Tag: development

CKS Dev for Visual Studio 2012 is here

The Community Kit for SharePoint: Development Tools Edition extends the Visual Studio 2012 SharePoint project system with advanced templates and tools. Using these extensions you will be able to find relevant information from your SharePoint environments without leaving Visual Studio. You will have greater productivity while developing SharePoint components and you will have greater deployment capabilities on your local SharePoint installation.


This version is targeted for users running SharePoint 2010 or SharePoint 2013. You only need this version regardless of SharePoint edition or version.

Previous Visual Studio 2010 versions can be found CKS – Development Tools Edition (Foundation) and CKS – Development Tools Edition (Server)


This project provides extensions to four core areas; Environment, Exploration, Content and Deployment.

Exploration extends the new SharePoint Explorer with advanced information about SharePoint sites such as the installed Web Parts and Master Pages or the Feature dependencies and elements. Also included in the Explorer are a variety of import functions to bring existing SharePoint items into your active solution.

The Content area includes advanced templates such as Linq to SharePoint, Custom Action or Delegate Control. Become extra productive while developing sandboxed solutions using the SharePoint Full Trust Proxy. Utilise the SharePoint Console Application project template to quickly build SharePoint code.

Our enhanced Deployment functions give you the ability to utilise quick deployment and almost a dozen other productivity enhancing deployment steps, including automated deployment (per file on change deployment).

Find the complete overview of all the CKS Development Tools Edition features on the documentation tab of the project site.

SharePoint 2013 Technical Resources for Developers – Getting Started

Getting going with 2013 from a Developers perspective:

Physical architecture and logical architecture of SharePoint 2013:

Choose the right API set in SharePoint 2013:

.NET client class libraries in SharePoint 2013 Preview:

SharePoint 2013 Portal:

SharePoint 2013 – Resources for Developers:

SharePoint 2013 – Resources for IT Pros:

Enterprise Search Architecture for SharePoint 2013 preview

SharePoint 2013 preview upgrade process

SharePoint 2013 How to test upgrade

SharePoint 2013 Upgrade worksheet

Topology model for SharePoint 2013

Database that supports SharePoint 2013 Technical Preview

Design Sample: Corporate Portal with Host-named Sites for SharePoint Server 2013 Preview

Design Sample: Extranet with Dedicated Zones for Authentication for SharePoint 2013 Preview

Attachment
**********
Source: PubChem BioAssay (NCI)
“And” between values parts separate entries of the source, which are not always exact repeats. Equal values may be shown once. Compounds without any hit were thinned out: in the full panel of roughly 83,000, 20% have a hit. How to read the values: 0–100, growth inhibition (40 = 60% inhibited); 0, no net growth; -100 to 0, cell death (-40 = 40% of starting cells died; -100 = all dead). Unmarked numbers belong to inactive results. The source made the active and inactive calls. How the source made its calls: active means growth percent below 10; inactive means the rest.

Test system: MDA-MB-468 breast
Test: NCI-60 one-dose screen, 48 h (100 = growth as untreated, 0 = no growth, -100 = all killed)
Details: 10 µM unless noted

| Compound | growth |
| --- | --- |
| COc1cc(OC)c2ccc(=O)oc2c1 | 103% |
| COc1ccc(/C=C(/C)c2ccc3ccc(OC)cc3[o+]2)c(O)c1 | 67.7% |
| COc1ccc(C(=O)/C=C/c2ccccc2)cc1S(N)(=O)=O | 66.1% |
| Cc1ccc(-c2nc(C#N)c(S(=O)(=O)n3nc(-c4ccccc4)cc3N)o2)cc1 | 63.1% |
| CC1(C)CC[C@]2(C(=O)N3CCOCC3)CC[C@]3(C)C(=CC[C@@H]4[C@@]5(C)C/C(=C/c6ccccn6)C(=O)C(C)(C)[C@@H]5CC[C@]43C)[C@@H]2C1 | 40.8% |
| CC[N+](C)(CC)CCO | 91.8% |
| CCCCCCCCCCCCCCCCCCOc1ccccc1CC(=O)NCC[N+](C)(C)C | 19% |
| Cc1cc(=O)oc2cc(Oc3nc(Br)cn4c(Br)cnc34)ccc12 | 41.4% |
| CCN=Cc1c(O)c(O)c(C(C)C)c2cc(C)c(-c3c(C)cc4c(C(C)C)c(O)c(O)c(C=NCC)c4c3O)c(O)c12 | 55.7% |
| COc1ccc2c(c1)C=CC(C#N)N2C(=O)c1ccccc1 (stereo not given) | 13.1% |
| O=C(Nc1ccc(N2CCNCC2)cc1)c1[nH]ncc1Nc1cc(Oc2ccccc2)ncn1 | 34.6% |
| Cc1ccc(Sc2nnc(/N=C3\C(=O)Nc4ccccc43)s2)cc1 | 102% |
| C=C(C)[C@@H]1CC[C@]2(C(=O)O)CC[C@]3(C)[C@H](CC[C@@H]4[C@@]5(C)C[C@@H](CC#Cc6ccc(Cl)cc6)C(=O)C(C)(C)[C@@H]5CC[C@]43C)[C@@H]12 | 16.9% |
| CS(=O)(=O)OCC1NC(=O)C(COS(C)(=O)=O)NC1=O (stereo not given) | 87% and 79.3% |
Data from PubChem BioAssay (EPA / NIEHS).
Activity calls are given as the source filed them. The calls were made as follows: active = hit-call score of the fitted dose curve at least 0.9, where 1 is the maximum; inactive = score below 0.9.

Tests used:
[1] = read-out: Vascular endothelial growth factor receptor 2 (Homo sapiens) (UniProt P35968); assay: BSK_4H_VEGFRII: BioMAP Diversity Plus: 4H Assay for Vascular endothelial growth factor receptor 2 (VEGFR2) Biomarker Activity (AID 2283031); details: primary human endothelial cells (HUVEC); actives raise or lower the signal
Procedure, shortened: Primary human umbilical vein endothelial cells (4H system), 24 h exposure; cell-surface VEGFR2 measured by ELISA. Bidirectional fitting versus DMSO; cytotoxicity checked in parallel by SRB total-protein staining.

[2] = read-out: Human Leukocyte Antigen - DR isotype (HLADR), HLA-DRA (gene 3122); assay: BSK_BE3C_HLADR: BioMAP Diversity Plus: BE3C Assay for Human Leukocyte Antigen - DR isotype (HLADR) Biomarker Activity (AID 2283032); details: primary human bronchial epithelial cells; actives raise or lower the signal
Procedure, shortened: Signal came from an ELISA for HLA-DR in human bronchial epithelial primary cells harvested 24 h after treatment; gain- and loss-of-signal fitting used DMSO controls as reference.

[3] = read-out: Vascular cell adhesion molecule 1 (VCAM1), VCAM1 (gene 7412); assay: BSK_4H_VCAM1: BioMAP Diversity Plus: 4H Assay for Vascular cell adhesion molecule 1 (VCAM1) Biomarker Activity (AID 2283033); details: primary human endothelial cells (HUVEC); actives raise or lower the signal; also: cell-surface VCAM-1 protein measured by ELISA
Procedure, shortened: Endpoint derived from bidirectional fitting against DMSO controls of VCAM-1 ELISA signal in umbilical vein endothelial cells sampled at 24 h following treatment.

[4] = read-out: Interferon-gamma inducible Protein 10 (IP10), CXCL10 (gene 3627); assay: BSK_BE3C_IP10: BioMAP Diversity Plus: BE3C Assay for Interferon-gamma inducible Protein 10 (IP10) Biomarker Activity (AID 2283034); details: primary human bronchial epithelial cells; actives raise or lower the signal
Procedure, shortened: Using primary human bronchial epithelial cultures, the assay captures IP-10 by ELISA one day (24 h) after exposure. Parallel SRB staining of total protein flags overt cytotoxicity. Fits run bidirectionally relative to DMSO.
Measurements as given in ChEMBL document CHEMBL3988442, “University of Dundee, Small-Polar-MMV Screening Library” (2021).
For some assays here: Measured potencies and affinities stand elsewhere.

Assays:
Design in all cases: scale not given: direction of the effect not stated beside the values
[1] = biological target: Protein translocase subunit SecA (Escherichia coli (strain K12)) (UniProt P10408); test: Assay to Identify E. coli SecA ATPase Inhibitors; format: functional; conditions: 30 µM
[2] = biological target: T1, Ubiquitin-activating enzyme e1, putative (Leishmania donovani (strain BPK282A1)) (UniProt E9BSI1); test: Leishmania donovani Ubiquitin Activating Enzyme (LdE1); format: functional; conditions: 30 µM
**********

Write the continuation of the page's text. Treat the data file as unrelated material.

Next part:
Backup and Restore SharePoint Server 2013 preview

SharePoint 2013 preview backup and restore worksheet

Search Architecture for SharePoint 2013 preview

SharePoint 2013 Preview: App Overview for IT Pros

Services on server mapping worksheet for SharePoint 2013 Preview

Make Windows Server a SharePoint – Development Friendly Workstation

A major limitation of developing against SharePoint is that Visual Studio must be on the same machine as a SharePoint Server instance.

After a brief experiment with some methods involving copying the collection of SharePoint .DLL’s to the GAC on your dev machine and referencing them Visual Studio Projects – I can confirm why there is general silence on MSDN when people gripe and ask why you need to burden your dev machine with a SharePoint server – because that’s just how it is if you want to develop effectively.

So until MS comes up with a way to allow Visual Studio to connect to remote SharePoint servers, we will be stuck with having to either plug Visual Studio into the dev servers we stand up, or install Visual Studio on our main dev workstations.

Although workstations are generally pretty juiced up these days, performance is an issue trying to run all those servers at once, so it’s looking like working on RDP with the dev workstation experience set up will be the best compromise.

To this end, we can try and remove a lot of the annoyances that come with using Windows Server 2k by making them behave more like desktop workstations. A basic laundry list is as follows:

a. Remove the shutdown tracker
b. Give the machine an intuitive name
c. Remove and disable screen saver
d. Install Desktop Experience
e. Enable graphics acceleration and sound
f. Enable RDP
g. Disable Internet Explorer Enhanced Configuration
h. Install other browsers and associated cool plugins (Firefox for example)
i. Full update and patch using Windows Update (duh!)

IF you want to go further and get more Win7 glory, check out this handy tool for making your Win2k server business on top but rock steady on the sides: